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Why Can’t I Swallow?


Why Can’t I Swallow?

By: Kruti Patel and Vishal Gupta, M.D.

Are you having trouble swallowing? Do you feel as if food or liquids get caught in your throat? Do you often choke when eating? You’re not alone. People of all ages can have dysphagia or difficulty swallowing, but it is especially common in those over 50. While occasional dysphagia when chewing too fast or not chewing enough may not be of great concern, persistent dysphagia may need treatment.


Symptoms and signs of dysphagia can include:

  • Being unable to swallow foods or liquids.
  • Pain while swallowing.
  • A sensation of food getting stuck in your throat or chest.
  • Hoarseness.
  • Regurgitation of food.
  • Frequent heartburn/acid reflux.
  • Coughing/gagging while swallowing.
  • Having to take smaller bites.
  • Losing weight unexpectedly.


Swallowing is a complex act involving many neurological and muscular processes. There are two types of dysphagia including:

  • Esophageal Dysphagia: Typically related to a physical problem or blockage in the esophagus
  • Oropharyngeal Dysphagia: Typically related to a neurological problem in the throat/mouth

There are several conditions and problems that can cause dysphagia, including:

  • Achalasia: Occurs when the esophageal sphincter does not relax properly to allow food to enter the stomach.
  • Esophageal Spasms: Multiple, poorly coordinated contractions that occur in the esophagus.
  • Strictures: A narrowing in the esophagus that causes food or liquids to get caught in the throat.
  • Tumors/Cancer: Cancer or tumorous growths can block the throat or esophagus, preventing food or liquids from passing through.
  • Neurological Disorders: Some neurological disorders can cause dysphagia, including Parkinson’s disease or muscular dystrophy.
  • Esophageal Ring: An esophageal ring is a thin area of narrowing that can cause difficulty swallowing.
  • GERD/Heartburn: Long-term acid damage in the esophagus can lead to scarring or spasms, which can lead to narrowing.
  • Zenker’s Diverticulum: This occurs when a small pouch forms at the junction of the upper esophagus and lower part of the throat.
  • Zenker’s Diverticulum often causes difficulty swallowing, throat clearing, and coughing.
  • Radiation Therapy: Radiation can lead to scarring and inflammation of the esophagus, sometimes causing difficulty swallowing.
  • Foreign Bodies: On occasion, pieces of food or other objects can obstruct the throat or esophagus.
  • Scleroderma: This occurs when scar-like tissue develops and hardens in the esophagus, leading to a weakening in the lower esophageal sphincter.

When experiencing significant dysphagia, it is important to inform your primary care provider and visit a gastroenterologist as soon as possible. Depending on your diagnosis, your physician will recommend the best treatment for you.


Gastroenterologists specialize in the management and treatment of diseases involving the gastrointestinal tract, liver, pancreas, gallbladder, and bile ducts. The GI tract is expansive and includes the esophagus, stomach, small intestine, large intestine (also known as the colon), and rectum. Gastroenterologists often perform endoscopy procedures to diagnoses and treat GI disorders. These include colonoscopy, esophagogastroduodenoscopy (EGD), endoscopic ultrasound, endoscopic mucosal resection (EMR), and flexible sigmoidoscopy procedures. Endoscopic procedures typically involve inserting a small, flexible scope with a camera on the end into the mouth or anus.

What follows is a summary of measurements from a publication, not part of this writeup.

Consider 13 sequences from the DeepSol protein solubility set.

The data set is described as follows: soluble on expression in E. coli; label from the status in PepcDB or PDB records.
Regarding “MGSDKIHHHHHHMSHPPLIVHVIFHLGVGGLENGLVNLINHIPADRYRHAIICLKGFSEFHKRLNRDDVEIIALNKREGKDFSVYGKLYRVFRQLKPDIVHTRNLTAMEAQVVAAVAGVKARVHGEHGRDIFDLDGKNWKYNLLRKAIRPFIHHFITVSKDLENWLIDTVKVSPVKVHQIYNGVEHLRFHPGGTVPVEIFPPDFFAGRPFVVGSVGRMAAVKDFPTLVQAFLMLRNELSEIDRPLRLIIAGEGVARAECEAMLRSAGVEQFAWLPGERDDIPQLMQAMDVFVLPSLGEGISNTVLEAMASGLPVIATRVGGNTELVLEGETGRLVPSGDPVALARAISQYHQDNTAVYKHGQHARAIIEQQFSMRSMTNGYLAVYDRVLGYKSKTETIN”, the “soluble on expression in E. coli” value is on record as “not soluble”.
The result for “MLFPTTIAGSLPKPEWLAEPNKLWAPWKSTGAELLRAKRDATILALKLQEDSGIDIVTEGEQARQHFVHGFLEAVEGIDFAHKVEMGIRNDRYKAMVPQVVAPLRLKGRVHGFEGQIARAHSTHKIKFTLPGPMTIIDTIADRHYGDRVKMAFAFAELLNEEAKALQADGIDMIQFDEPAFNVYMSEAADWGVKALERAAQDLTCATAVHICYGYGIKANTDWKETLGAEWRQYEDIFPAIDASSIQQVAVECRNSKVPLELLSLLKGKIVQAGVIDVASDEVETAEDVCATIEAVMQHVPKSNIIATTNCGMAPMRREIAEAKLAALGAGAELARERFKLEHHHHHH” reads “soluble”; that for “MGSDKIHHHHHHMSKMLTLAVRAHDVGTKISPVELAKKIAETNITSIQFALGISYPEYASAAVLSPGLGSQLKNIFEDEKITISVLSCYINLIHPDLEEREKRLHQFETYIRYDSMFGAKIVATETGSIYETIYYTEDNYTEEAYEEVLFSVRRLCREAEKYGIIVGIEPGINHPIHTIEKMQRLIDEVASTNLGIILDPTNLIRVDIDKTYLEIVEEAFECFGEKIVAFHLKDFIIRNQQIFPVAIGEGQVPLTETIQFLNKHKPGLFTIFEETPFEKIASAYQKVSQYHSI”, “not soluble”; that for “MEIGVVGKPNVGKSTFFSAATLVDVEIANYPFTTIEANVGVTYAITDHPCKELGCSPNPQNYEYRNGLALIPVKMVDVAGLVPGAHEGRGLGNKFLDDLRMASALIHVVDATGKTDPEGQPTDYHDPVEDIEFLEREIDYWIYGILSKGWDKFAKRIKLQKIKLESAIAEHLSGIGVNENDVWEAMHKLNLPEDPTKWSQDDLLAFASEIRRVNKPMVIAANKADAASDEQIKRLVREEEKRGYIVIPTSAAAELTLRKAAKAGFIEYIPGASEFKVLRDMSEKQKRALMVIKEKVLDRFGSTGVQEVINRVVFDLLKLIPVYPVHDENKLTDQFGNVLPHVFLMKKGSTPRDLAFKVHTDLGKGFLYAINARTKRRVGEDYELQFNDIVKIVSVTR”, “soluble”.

Several tests can be performed to determine the cause of your dysphagia, including:

  • Barium Swallow: An X-ray for which you will drink a barium solution that will coat your esophagus, allowing it to better appear on imaging.
  • Upper Endoscopy: An endoscopic procedure during which a flexible, thin scope is passed down your throat to visualize the esophagus and stomach.
  • Esophageal Manometry: Procedure during which a small tube that is connected to a pressure recorder is inserted into the esophagus to measure muscle contractions as you swallow.
  • FEES (Fiber-optic endoscopic evaluation of swallowing): An endoscope with a special camera is inserted into your throat as you try to swallow.


Depending on the etiology of your dysphagia, there are several treatment options available:

  • Esophageal Dilation: If a stricture or narrowing is present, your physician may perform esophageal dilation. During this procedure, an endoscope with a special balloon attached is used to stretch the esophagus gently.
  • Surgery: If a tumor/cancer, Zenker’s Diverticulum, or achalasia are present, your physician may recommend surgery to clear the esophageal path.
  • Learning exercises or swallowing techniques: Certain swallowing exercises or techniques can help improve swallow function.
  • Medications: If chronic GERD is the cause of your dysphagia, your provider may prescribe oral medication to help reduce stomach acid.
  • Feeding Tube: A feeding tube may be required in severe cases of dysphagia.
  • Stent Placement: Your doctor may insert a metal or plastic stent to help open a blockage or narrowing in the esophagus. These can be temporary or permanent in severe cases.

Contacting Us

If you are having difficulty swallowing, we urge you to contact the experienced, trained, and caring team of physicians at Gastroenterology of Greater Orlando. Our practice began more than 15 years ago and has emerged as one of the leading gastroenterology practices in Central Florida. We perform a host of diagnostic procedures using state-of-the-art equipment in a friendly, comfortable, and inviting atmosphere where patient care is always a top priority. Contact us today at (386) 668-2221!

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